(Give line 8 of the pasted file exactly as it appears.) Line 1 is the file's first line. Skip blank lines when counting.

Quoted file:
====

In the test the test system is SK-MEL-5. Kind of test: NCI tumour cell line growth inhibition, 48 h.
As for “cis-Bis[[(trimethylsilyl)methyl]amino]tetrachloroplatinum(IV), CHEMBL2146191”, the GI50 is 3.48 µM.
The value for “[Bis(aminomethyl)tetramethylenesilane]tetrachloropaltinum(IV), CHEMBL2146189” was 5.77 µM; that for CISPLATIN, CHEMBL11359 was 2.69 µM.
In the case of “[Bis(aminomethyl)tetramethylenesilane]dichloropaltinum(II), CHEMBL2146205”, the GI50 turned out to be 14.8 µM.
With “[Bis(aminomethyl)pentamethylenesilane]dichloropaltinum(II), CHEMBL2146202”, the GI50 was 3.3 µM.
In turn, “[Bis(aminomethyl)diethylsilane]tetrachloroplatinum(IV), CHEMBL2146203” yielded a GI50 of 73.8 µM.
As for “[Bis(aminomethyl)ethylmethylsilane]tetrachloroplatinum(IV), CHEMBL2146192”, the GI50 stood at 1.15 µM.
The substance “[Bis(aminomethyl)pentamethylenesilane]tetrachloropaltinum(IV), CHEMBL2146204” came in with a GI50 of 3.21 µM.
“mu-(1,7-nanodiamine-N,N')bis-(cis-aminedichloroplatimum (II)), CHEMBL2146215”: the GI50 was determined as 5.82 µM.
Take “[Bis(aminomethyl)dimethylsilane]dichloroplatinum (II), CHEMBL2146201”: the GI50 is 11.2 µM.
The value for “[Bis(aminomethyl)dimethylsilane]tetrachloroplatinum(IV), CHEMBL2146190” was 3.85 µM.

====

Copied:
The substance “[Bis(aminomethyl)pentamethylenesilane]tetrachloropaltinum(IV), CHEMBL2146204” came in with a GI50 of 3.21 µM.